Screentime guidelines

04 Mar 2019

Screentime guidelines

Media use with preschoolers and school-aged children has been linked in studies to health problems, language delays, attention issues, aggressive behaviour, and sleep difficulties. There have been fewer research studies in children under the age of two, but concerns exist about the potential for greater negative effects. 

Given there are no known benefits of media viewing in this younger age group, child experts recommend limiting media exposure, including exposure to background TV, in infants and very young children.

When we do allow children to watch TV or to use our iPads or handheld devices, there are things we can do to limit the potential for negative effects.


Stay with your children so that you can talk about the content and help them make sense of what they're looking at.


Help your children make connections about what they're seeing onscreen and what they can find or do in the real world. For example, if they're watching a show about animals, look for those animals in books afterwards or pretend to be those animals in your play together after the show.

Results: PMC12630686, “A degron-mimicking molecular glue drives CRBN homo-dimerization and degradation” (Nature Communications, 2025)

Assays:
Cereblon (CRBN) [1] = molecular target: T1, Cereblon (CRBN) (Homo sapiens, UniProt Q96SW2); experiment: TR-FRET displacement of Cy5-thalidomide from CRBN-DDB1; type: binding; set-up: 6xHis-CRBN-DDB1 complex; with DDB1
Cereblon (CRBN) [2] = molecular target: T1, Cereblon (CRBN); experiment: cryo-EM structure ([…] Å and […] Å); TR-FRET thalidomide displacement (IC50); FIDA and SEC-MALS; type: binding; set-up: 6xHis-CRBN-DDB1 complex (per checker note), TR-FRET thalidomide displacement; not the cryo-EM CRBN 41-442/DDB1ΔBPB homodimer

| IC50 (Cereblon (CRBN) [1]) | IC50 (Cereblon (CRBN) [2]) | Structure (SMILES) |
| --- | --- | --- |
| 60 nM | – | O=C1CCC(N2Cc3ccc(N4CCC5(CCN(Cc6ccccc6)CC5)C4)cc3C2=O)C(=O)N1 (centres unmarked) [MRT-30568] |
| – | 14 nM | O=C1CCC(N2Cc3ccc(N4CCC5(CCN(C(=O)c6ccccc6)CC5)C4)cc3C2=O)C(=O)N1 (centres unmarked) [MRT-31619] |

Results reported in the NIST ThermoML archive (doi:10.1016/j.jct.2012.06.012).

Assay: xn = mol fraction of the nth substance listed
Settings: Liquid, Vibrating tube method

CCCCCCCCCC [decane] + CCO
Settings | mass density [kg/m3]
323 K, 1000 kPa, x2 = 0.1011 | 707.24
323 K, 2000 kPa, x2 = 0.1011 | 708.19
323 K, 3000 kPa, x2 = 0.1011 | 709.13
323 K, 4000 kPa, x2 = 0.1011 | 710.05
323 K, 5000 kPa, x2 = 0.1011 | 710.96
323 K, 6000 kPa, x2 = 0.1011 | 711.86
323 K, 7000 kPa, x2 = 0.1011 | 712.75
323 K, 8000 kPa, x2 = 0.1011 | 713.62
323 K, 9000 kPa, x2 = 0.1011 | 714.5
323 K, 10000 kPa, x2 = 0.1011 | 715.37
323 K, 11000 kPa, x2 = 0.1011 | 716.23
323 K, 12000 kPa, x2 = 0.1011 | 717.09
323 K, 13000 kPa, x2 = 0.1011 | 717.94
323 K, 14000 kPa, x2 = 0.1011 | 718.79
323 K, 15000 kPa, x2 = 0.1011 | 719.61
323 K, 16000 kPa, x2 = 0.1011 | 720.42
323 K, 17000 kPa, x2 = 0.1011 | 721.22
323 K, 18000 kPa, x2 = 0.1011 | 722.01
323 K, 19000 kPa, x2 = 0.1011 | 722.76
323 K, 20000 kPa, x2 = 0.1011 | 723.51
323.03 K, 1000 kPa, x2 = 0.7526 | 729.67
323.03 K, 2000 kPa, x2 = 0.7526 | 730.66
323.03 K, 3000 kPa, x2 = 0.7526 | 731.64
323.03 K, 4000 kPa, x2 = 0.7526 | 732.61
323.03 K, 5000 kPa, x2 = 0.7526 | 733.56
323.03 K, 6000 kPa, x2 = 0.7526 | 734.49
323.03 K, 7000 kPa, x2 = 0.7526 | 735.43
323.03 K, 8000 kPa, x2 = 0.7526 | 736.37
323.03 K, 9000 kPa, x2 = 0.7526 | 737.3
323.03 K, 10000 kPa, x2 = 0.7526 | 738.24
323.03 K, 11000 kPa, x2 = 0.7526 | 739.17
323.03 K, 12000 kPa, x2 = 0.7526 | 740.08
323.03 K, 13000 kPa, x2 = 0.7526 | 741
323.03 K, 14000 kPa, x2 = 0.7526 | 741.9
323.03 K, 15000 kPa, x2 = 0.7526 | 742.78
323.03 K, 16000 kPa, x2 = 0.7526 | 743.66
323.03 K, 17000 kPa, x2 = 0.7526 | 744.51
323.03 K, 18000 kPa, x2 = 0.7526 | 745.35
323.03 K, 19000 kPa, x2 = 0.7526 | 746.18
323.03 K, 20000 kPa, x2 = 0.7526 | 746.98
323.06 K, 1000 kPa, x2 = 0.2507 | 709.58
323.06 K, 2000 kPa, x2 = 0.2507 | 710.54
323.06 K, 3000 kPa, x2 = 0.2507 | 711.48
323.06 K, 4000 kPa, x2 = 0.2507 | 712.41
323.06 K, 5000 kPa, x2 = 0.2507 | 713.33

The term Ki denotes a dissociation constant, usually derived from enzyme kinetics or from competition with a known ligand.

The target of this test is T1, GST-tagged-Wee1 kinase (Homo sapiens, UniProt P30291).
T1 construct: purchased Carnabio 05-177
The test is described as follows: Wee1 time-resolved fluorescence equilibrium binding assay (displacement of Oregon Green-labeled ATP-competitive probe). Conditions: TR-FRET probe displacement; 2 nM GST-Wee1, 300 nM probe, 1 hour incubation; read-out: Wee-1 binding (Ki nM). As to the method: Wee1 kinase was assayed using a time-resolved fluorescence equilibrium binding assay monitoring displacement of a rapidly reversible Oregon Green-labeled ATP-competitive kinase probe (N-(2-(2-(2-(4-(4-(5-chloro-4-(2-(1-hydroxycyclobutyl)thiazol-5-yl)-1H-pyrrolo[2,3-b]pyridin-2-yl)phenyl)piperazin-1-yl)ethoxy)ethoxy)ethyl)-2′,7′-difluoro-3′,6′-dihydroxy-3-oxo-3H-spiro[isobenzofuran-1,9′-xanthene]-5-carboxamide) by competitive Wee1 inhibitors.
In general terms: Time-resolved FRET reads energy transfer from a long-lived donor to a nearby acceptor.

Young children are unable to tell the difference between on-screen fantasy and reality, so they can easily become frightened by TV content. Turn off the TV if no one is watching so that it doesn't distract you or your child during the day, and save your adult viewing until your children are in bed.


While it's helpful to know how to limit the potential for negative effects, it's also helpful to know of a healthier alternative to screen time - play. Unstructured playtime is much more valuable for a young child's developing brain than any electronic media exposure, including exposure to those programmes or touchscreen games which are described as "educational". It's important that we set limits on how much and how often our children are allowed screen time, because play is simply better for them.

Dr Kaylene Henderson (Mbbs Franzcp Cert C&A Psych) is passionate about sharing practical, research-based advice to help you feel more calm and confident while raising kind, resilient and socially and emotionally healthy children. Find out more at